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The intimate association or fusion of a tissue or organ of the embryonic stage of an animal to its parent for physiological exchange to promote the growth and development of the young. It enables the young, retained within the body or tissues of the mother, to respire, acquire nourishment, and eliminate wastes by bringing the bloodstreams of mother and young into close association but never into direct connection. Placentation characterizes the early development of all mammals except the egg-laying duckbill platypus and spiny anteater. It occurs in some species of all other orders of vertebrates except the birds. In fact, in certain sharks and reptiles it is almost as well developed as in mammals. A few examples are also known among invertebrates (Peripatus, certain tunicates, and insects). See Fetal membrane

Block removed from center of human placentaenlarge picture
Block removed from center of human placenta

Efficient interchange depends on close proximity of large areas of fetal tissues to maternal blood and glandular areas. This is provided in mammals by a remarkable regulatory cooperation between the developing outer layer (trophoblast) of the chorion, together with the vascular yolk sac or allantois or both, and the mother's uterine lining (endometrium). In the typical mammalian placenta, which is always formed by the chorion and the allantoic vessels, the fetal and maternal bloodstreams are as close as a few thousandths of a millimeter from each other (see illustration). The surface area of the fetal villi which contain the functional fetal capillaries is probably several times larger than the body surface of the female. In humans this ratio is known to be about 8:1.



the location of the placenta in the ovary of an angiospermous plant. A distinction is made between laminar placentation, in which the placentas are located in the inner surface of the carpel (on the sides or along the midrib), and marginal placentation, in which the placentas are located near the margins of the carpel.

Syncarpous gynoecia are marked by central marginal placentation: the placentas are located near the margins of the carpel, in the corners of the locules of the ovary, and along the ovary’s longitudinal axis. Parietal marginal placentation—the disposition of the placentas on the ovary wall near the margins of the carpel—is characteristic of paracarpous gynoecia. With free central placentation the ovules are borne by a central column; this arrangement characterizes lysicarpous gynoecia. In apical and basal placentation, the placentas are located at the apex or base of the ovary, respectively. The most primitive type of placentation is laminar, with placentas scattered over the inner surfaces of the carpel.


The attachment of ovules along the inner ovarian wall by means of the placenta.
The formation and fusion of the placenta to the uterine wall.
References in periodicals archive ?
1); second diagnostic criterion: at least one statistically significant MRI sign is indicative of MAP diagnosis and no sign or statistically nonsignificant signs is a normal result; third diagnostic criterion: at least two statistically significant MRI signs is indicative of MAP diagnosis and no sign, or statistically nonsignificant signs, or only one statistically significant sign are indicative of normal placentation.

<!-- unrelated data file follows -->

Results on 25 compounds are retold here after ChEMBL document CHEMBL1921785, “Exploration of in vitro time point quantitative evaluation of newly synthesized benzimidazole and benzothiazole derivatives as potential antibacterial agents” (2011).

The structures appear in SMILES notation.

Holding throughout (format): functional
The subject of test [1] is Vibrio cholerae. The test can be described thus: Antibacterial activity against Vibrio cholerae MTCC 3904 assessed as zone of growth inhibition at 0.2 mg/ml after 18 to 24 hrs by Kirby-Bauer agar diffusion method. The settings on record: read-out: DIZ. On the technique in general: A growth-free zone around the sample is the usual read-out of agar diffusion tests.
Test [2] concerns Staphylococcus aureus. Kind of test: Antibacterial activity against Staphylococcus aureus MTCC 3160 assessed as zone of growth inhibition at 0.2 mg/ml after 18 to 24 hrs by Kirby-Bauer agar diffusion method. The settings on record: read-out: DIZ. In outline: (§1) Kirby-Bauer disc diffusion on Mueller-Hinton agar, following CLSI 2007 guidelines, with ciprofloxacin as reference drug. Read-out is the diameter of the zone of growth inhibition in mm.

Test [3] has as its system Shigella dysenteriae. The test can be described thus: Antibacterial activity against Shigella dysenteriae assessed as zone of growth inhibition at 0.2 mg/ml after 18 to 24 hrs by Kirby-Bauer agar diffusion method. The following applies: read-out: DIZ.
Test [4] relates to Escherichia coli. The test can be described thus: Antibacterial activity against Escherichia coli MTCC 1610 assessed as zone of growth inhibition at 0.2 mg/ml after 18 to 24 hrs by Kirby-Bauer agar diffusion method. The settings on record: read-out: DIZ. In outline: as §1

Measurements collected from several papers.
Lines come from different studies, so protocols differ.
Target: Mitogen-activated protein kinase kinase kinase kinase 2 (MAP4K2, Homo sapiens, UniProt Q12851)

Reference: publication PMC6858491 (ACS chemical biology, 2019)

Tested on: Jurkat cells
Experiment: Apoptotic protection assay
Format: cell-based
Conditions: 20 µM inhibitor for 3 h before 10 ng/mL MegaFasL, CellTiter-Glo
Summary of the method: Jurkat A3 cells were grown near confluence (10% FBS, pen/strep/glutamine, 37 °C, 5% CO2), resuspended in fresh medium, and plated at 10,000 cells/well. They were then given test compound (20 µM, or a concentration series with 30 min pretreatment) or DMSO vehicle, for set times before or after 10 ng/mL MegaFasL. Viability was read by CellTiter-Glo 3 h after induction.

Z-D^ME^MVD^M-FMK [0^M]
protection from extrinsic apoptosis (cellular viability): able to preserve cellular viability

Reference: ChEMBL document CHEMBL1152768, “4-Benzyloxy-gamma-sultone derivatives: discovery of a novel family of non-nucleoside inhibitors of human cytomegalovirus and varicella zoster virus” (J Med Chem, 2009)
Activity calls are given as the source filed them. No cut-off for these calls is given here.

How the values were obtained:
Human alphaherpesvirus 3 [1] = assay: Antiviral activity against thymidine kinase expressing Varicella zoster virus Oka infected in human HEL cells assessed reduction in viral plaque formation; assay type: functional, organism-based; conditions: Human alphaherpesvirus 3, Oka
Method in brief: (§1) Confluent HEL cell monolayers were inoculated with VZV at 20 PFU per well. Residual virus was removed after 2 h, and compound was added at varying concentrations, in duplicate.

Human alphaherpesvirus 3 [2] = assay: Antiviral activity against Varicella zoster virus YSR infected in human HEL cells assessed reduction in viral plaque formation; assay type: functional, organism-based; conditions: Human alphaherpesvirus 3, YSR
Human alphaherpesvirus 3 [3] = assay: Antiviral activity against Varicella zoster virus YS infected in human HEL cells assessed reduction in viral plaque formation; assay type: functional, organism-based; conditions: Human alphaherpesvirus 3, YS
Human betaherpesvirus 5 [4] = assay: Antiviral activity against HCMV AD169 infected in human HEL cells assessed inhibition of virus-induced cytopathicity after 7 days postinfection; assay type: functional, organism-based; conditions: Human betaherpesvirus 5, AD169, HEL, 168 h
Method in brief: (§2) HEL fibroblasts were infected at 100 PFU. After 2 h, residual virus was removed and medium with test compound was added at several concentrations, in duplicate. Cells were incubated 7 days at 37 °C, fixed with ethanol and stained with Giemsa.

These mechanisms are regarded as leading to a loss in placentation and placental dysfunction (Brook et al.
It has recently been proved that anti-CagA antibodies show an in vitro cross reaction on placental tissue that in turn decreases its invasiveness ability [23]; abnormal placentation might lead to a consequent IUGR.
Chorioallantoic and yolk sac placentation in Trichomys laurentinus [Echimydae] and the Evolution of histricognath Rodents.
The placentation period is from day 13 to 18 day, during which extensive organogenesis occurs followed by fetal growth stage from day18 to 28.
2009) Syncytin-A knockout mice demonstrate the critical role in placentation of a fusogenic, endogenous retrovirus-derived, envelope gene.
The characteristics of a typical Scrophularia include; asymmetrical mostly tubular flowers, ovaries with axile placentation and numerous ovules, capsular fruits, and seeds with endosperm, each are shared with one or several related families [3].
Some biological suggestions as to the cause of this include scarring, adhesions and abnormal placentation (Murphy, Stirrat, & Heron) and psychosocial factors, such as a reluctance to get pregnant (Gilliam, 2006).
Several studies were also performed to investigate IMA levels in complicated pregnancies such as preeclampsia, intrauterine growth restriction (IUGR), and recurrent pregnancy loss [6, 7] and serum IMA levels from women with preeclampsia as a consequence of defective endovascular trophoblast invasion were detected to be higher than those with normal placentation in first trimester [6] and serum IMA levels were significantly higher in women with recurrent pregnancy loss as an abnormally high hypoxic intrauterine environment which may be associated with abnormal placental development [7].
Repeat caesarean sections become increasingly complicated as the probability of internal abdominal adhesions, bladder injuries, and abnormal placentation (placenta praevia or placenta accreta) increases dramatically, with placenta accreta reportedly affecting 50-67% of women having three or more caesarean sections.